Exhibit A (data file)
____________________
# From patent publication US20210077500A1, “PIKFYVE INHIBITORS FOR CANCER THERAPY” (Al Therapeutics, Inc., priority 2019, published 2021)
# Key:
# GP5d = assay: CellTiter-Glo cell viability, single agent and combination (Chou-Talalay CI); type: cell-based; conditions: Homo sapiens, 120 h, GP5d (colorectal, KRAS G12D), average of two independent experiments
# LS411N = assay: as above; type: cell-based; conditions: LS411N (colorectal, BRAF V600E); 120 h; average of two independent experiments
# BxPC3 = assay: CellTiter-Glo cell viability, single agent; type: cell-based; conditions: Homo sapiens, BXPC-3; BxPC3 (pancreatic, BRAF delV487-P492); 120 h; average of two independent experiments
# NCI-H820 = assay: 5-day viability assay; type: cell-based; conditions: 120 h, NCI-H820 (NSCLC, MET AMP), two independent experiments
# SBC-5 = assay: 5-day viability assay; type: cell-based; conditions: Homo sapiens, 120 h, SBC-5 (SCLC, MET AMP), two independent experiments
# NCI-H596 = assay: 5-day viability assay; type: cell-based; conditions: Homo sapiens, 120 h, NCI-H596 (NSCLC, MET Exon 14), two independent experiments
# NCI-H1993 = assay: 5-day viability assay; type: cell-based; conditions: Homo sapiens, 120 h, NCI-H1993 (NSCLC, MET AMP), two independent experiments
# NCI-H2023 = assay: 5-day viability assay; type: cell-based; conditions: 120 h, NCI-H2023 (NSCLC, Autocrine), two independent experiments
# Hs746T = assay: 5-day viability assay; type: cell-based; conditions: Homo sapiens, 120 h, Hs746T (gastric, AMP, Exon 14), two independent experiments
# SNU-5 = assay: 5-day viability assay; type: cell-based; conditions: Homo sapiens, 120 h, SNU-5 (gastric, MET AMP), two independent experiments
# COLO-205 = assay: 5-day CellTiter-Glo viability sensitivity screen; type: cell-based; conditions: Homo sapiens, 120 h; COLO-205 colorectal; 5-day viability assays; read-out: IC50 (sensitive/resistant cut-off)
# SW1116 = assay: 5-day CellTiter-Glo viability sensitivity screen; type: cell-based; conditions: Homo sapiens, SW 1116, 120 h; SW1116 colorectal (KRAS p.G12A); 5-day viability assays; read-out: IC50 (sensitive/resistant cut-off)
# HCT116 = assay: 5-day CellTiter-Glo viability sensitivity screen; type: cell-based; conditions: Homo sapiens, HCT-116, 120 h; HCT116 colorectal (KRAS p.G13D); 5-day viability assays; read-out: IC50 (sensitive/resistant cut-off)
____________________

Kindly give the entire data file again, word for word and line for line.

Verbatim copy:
# From patent publication US20210077500A1, “PIKFYVE INHIBITORS FOR CANCER THERAPY” (Al Therapeutics, Inc., priority 2019, published 2021)
# Key:
# GP5d = assay: CellTiter-Glo cell viability, single agent and combination (Chou-Talalay CI); type: cell-based; conditions: Homo sapiens, 120 h, GP5d (colorectal, KRAS G12D), average of two independent experiments
# LS411N = assay: as above; type: cell-based; conditions: LS411N (colorectal, BRAF V600E); 120 h; average of two independent experiments
# BxPC3 = assay: CellTiter-Glo cell viability, single agent; type: cell-based; conditions: Homo sapiens, BXPC-3; BxPC3 (pancreatic, BRAF delV487-P492); 120 h; average of two independent experiments
# NCI-H820 = assay: 5-day viability assay; type: cell-based; conditions: 120 h, NCI-H820 (NSCLC, MET AMP), two independent experiments
# SBC-5 = assay: 5-day viability assay; type: cell-based; conditions: Homo sapiens, 120 h, SBC-5 (SCLC, MET AMP), two independent experiments
# NCI-H596 = assay: 5-day viability assay; type: cell-based; conditions: Homo sapiens, 120 h, NCI-H596 (NSCLC, MET Exon 14), two independent experiments
# NCI-H1993 = assay: 5-day viability assay; type: cell-based; conditions: Homo sapiens, 120 h, NCI-H1993 (NSCLC, MET AMP), two independent experiments
# NCI-H2023 = assay: 5-day viability assay; type: cell-based; conditions: 120 h, NCI-H2023 (NSCLC, Autocrine), two independent experiments
# Hs746T = assay: 5-day viability assay; type: cell-based; conditions: Homo sapiens, 120 h, Hs746T (gastric, AMP, Exon 14), two independent experiments
# SNU-5 = assay: 5-day viability assay; type: cell-based; conditions: Homo sapiens, 120 h, SNU-5 (gastric, MET AMP), two independent experiments
# COLO-205 = assay: 5-day CellTiter-Glo viability sensitivity screen; type: cell-based; conditions: Homo sapiens, 120 h; COLO-205 colorectal; 5-day viability assays; read-out: IC50 (sensitive/resistant cut-off)
# SW1116 = assay: 5-day CellTiter-Glo viability sensitivity screen; type: cell-based; conditions: Homo sapiens, SW 1116, 120 h; SW1116 colorectal (KRAS p.G12A); 5-day viability assays; read-out: IC50 (sensitive/resistant cut-off)
# HCT116 = assay: 5-day CellTiter-Glo viability sensitivity screen; type: cell-based; conditions: Homo sapiens, HCT-116, 120 h; HCT116 colorectal (KRAS p.G13D); 5-day viability assays; read-out: IC50 (sensitive/resistant cut-off)